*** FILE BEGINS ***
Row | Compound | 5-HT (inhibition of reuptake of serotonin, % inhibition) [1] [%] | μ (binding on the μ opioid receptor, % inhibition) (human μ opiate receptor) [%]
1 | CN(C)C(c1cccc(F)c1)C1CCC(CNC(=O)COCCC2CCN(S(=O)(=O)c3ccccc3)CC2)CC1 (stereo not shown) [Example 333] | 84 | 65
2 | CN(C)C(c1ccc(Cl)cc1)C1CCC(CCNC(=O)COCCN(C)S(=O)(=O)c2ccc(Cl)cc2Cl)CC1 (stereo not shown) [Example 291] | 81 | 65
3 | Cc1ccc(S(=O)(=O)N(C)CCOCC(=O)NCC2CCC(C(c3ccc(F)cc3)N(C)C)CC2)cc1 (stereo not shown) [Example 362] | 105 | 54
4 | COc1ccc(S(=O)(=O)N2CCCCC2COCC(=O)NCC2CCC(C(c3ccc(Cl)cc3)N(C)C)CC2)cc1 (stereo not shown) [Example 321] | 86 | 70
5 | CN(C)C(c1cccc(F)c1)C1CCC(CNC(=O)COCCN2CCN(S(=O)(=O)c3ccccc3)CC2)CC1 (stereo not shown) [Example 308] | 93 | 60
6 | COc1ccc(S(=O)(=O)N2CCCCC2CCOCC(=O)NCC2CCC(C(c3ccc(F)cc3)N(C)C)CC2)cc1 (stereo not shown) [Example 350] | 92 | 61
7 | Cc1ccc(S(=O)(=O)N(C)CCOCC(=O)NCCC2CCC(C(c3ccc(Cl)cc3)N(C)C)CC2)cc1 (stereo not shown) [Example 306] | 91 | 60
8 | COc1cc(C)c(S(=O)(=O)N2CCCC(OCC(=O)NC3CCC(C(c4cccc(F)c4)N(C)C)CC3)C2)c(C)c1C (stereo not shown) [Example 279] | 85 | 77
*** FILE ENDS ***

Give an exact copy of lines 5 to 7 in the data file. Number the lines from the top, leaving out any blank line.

4 | COc1ccc(S(=O)(=O)N2CCCCC2COCC(=O)NCC2CCC(C(c3ccc(Cl)cc3)N(C)C)CC2)cc1 (stereo not shown) [Example 321] | 86 | 70
5 | CN(C)C(c1cccc(F)c1)C1CCC(CNC(=O)COCCN2CCN(S(=O)(=O)c3ccccc3)CC2)CC1 (stereo not shown) [Example 308] | 93 | 60
6 | COc1ccc(S(=O)(=O)N2CCCCC2CCOCC(=O)NCC2CCC(C(c3ccc(F)cc3)N(C)C)CC2)cc1 (stereo not shown) [Example 350] | 92 | 61